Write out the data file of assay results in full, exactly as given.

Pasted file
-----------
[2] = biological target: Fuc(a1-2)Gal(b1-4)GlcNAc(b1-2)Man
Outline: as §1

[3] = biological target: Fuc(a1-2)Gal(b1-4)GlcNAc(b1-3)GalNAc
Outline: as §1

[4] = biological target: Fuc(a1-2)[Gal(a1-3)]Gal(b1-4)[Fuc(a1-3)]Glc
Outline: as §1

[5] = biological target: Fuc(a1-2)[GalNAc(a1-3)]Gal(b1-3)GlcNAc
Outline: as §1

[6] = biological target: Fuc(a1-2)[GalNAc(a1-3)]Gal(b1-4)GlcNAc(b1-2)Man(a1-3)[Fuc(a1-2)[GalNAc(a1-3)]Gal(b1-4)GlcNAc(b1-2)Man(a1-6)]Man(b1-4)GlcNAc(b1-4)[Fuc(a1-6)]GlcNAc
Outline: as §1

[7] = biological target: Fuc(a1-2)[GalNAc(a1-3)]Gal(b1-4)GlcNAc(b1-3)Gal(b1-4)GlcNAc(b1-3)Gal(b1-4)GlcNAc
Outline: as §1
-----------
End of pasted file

[2] = biological target: Fuc(a1-2)Gal(b1-4)GlcNAc(b1-2)Man
Outline: as §1

[3] = biological target: Fuc(a1-2)Gal(b1-4)GlcNAc(b1-3)GalNAc
Outline: as §1

[4] = biological target: Fuc(a1-2)[Gal(a1-3)]Gal(b1-4)[Fuc(a1-3)]Glc
Outline: as §1

[5] = biological target: Fuc(a1-2)[GalNAc(a1-3)]Gal(b1-3)GlcNAc
Outline: as §1

[6] = biological target: Fuc(a1-2)[GalNAc(a1-3)]Gal(b1-4)GlcNAc(b1-2)Man(a1-3)[Fuc(a1-2)[GalNAc(a1-3)]Gal(b1-4)GlcNAc(b1-2)Man(a1-6)]Man(b1-4)GlcNAc(b1-4)[Fuc(a1-6)]GlcNAc
Outline: as §1

[7] = biological target: Fuc(a1-2)[GalNAc(a1-3)]Gal(b1-4)GlcNAc(b1-3)Gal(b1-4)GlcNAc(b1-3)Gal(b1-4)GlcNAc
Outline: as §1